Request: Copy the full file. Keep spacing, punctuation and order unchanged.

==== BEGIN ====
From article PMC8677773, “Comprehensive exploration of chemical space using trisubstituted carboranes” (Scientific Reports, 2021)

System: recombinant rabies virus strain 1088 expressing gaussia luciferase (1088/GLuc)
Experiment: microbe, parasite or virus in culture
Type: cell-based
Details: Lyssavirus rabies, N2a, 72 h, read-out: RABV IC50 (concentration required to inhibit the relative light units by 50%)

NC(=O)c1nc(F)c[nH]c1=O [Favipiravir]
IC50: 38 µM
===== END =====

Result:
From article PMC8677773, “Comprehensive exploration of chemical space using trisubstituted carboranes” (Scientific Reports, 2021)

System: recombinant rabies virus strain 1088 expressing gaussia luciferase (1088/GLuc)
Experiment: microbe, parasite or virus in culture
Type: cell-based
Details: Lyssavirus rabies, N2a, 72 h, read-out: RABV IC50 (concentration required to inhibit the relative light units by 50%)

NC(=O)c1nc(F)c[nH]c1=O [Favipiravir]
IC50: 38 µM